Wednesday, June 30, 2010

The Last Airbender

Being the first chapter of a trilogy, The Last Airbender does not work as a stand-alone film, but might do fine in the grand picture – IF the other two even get made. Made for fans of the Nickelodeon series and kids between ages 6 and 14.

Rated PG for fantasy action violence.

The Last Airbender

The Last Airbender (based on the animated series Avatar: The Last Airbender) suffers the same problem as 2007’s The Golden Compass: it doesn’t quit do anything for itself. But if the following chapters of the story are ever made in movies, then it has the potential of being something good. Considering the amount of negative reviews it is getting, it is probable that the other two chapters will never get made.

In a world not unlike our own, there are only four different races – each one possessing the magical ability to control a different element. Waterbenders can conrol water in all of its physical states whenever it is present. Earthbenders can move the ground beneath their feet, causing it to rise, sink or fly through the air. Firebenders can move existing to flames to their own command. Airbenders move their winds in any way they see fit – but genocide has left the world void of their people for a hundred years.

The four different nations created a harmonious balance with nature prior to the Airbender extinction. Not wanting to conform to the traditions of their forefathers, the Fire Nation destroyed the Airbenders, believing that the Airbending tribe possessed the powerful reincarnated spiritual leader – known as the Avatar – that joined all the nations in peace. For 100 years, the Fire Nation has been searching the globe for the reincarnated Avatar.

The movie opens with a brother and sister pair – Sokka and Katara, respectively – of Waterbenders in search of food in their arctic homeland. In the middle of their hunt, they notice a glowing ball of light beneath the ice. When Sokka (Jackson Rathbone, The Twilight Saga) disturbs the glowing orb, it rises from the ground, shatters and sends a beaming pillar of light into the daytime sky. Inside rests an unconscious boy with unique tattoos resembling those of the extinct Airbending Nation. Not only is the boy inside, Aang, the only survivor of the Air Nation, but he is also last reincarnation of the Avatar. Being the leader that the Fire Nation has been actively seeking to destroy, they begin to hunt Aang and his newfound friends.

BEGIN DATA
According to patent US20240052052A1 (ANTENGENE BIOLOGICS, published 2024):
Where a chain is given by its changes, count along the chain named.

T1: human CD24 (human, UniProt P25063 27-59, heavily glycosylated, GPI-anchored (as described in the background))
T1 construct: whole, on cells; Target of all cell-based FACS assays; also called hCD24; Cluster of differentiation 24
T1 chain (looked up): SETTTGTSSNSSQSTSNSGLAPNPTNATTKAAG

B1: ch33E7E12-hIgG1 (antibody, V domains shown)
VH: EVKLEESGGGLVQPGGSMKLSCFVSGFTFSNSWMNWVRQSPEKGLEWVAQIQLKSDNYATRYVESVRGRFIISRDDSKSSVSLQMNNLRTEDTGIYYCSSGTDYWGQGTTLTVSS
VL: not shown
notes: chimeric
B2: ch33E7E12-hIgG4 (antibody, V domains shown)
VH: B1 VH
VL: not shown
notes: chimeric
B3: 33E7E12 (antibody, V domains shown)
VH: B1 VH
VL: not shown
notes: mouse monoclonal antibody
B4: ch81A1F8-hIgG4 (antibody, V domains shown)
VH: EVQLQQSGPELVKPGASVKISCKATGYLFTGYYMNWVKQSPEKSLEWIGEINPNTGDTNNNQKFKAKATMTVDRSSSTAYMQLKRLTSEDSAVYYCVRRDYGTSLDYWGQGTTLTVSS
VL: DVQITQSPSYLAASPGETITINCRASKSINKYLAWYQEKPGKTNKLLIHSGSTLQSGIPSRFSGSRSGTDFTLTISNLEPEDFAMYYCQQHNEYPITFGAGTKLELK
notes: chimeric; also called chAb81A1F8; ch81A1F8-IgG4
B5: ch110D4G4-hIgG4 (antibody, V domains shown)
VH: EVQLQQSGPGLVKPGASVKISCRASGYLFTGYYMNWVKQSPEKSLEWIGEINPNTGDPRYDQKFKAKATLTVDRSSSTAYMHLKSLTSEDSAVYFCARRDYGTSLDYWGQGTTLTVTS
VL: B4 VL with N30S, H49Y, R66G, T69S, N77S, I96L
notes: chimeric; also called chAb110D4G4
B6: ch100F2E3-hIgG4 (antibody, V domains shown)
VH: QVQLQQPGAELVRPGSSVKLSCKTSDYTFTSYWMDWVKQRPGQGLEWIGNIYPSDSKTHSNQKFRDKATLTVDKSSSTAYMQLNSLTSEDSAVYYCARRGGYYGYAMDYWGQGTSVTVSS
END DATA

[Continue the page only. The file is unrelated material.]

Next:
A lot of reviews are eager to bash on the mediocre 3-D transfer of The Last Airbender. Know that while it is better than Clash Of The Titans’ 3-D, it is still flawed and highly unnecessary. Just see in it in the standard 2-D – it will save you a mild headache and few bucks.

Written by M. Night Shyamalan (The Sixth Sense, Unbreakable, Signs, The Village, Lady In The Water, The Happening) – whose career went from “amazing” to “awful” in nine short years – the screenplay suffers. The characters are shallow and undeveloped and the movie flows at a poor, inconsistent pace. But being directed by Shyamalan, it looks great. The shots give justice to the beautiful locations and long takes make the action sequences fresh and unique. If only M. Night would allow a veteran writer to revise his scripts prior to shooting! Had that been the case, both The Last Airbender and The Happening (which story has great potential) could have been critically acclaimed films.

Instead, The Last Airbender comes across much like Matthew Vaughn’s Stardust – being a passion project based on a loved book, it appeared that he worried too much about keeping it exactly like the book and not enough on making it work in the given medium, film. The Last Airbender tries too hard to capture too many elements from the first season of the series while it should have been trimmed down and changed to work on the big screen. Cormac McCarthy, author of The Road and No Country For Old Men, told director John Hillcoat to make whatever changes necessary to The Road in order to make it work on film. McCarthy was willing to let someone else rewrite his Pulitzer Prize winning novel to make it a great film. He recognizes the differences between the two different mediums, and so must Shyamalan in order to make The Last Airbender into a successful series.

But even as mediocre as The Last Airbender is, it still has a chance to be great – but there is a great big “if” in its way. If people go out and see it, if it is a box office success, and if the studio thinks it has a successful future, they might green-light the other two films. Only time will tell.

Photo credit: Paramount Pictures

2 1/2 out of 5

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